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The State of a Nation’s Branding

18 Mar 2017

World Travel Market is a massive speed dating session. Every country brushes up, looking as attractive as possible.  But, when it comes to persuading, voices drive our choices.

Before conversations start, countries use words to position themselves. Straplines abound.  Like, ‘Imagine Your Korea’.

Can you imagine your Korea? Even if you’ve been before it’s a struggle to know what’s yours. It’s an impossible (and largely pointless) task if you haven’t.  As a line it raises the white flag; essentially asking you to describe why you should visit, yourself.

Mongolia’s effort, ‘Nomadic by Nature’, is neat work.  In three words it sums up core difference and personality profile. Potential visitors are likely to be nomadic in their own nature. This isn’t spoken by luck – quality creative thought has gone in.

These examples show how hard it is to start a conversation.  It’s even harder to continue one. Especially when many countries are speaking to similar audiences. Why should people choose your country over others?

We did a major piece of analysis for an Australian state. It included both regional and international rivals for tourist affections. And despite all the talk of wine (bizarrely even Canada mentions it) the analysis was sobering.

Over 60% of what the destinations talked about was generic. They were saying pretty much the same thing as each other. And the biggest thing they talked about to attract European tourists? History and heritage. Art and culture was top of Australia’s national agenda. You’re never going to topple Europe’s lead in history and culture, so why even try? The reason, of course, is the influence of governments on national agendas. Many parts of the New World want to be seen as sophisticated, culture vultures.  But people are attracted by difference from home, not similarity. In effect these countries were encouraging people to stay in Europe.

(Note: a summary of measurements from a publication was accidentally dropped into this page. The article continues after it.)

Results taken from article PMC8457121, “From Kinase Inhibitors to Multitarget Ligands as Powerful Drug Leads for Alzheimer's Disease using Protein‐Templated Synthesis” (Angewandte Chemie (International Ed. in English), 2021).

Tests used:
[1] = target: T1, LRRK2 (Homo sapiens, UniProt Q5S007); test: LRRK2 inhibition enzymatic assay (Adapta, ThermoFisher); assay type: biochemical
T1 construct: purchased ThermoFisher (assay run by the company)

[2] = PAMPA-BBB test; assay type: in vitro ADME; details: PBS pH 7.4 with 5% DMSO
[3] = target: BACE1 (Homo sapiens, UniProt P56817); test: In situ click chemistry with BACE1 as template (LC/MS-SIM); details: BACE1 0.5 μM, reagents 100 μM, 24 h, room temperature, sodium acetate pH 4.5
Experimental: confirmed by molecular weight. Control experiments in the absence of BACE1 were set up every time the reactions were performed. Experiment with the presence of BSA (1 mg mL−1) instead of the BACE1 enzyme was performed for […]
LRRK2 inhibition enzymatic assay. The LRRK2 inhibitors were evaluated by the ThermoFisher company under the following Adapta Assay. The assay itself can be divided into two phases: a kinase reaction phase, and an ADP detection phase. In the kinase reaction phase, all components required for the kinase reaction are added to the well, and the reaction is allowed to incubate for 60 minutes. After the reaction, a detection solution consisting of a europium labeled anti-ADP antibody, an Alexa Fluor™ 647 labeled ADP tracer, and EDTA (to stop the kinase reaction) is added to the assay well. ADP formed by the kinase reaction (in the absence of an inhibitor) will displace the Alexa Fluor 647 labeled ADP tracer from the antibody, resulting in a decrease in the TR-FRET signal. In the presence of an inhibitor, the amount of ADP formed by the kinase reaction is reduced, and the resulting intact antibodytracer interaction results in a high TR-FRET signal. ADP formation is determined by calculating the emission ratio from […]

Some experienced tourist marketers argue convincingly that countries can’t all be different. But, partly, this is because tourist boards focus very heavily on geographical features and food and drink. How many whiter beaches, taller mountains or tastier steaks can you have?

This focus on things leads to a strongly masculine tone of voice. There’s precious little about people, relationships or what the experience will be for you. New Zealand was the only country with high levels of affinity, that’s ‘you’ and ‘your’. But when it comes to visitors’ experiences it’s nearly all about people. And arguably every country has a different people-profile. That’s why national states exist isn’t it?

Getting to the bottom of national personality doesn’t have to be smiley, schmaltzy stuff – it simply has to be true and appealing. Eurostar’s ‘Stories Are Waiting’ campaign is happy to highlight occasional Parisian grouchiness. And who goes to New York expecting the locals to be polite, patient and restrained?

Without something unique and appealing to say you’re just shouting into the wind. Converting character into communications is a great starting point.

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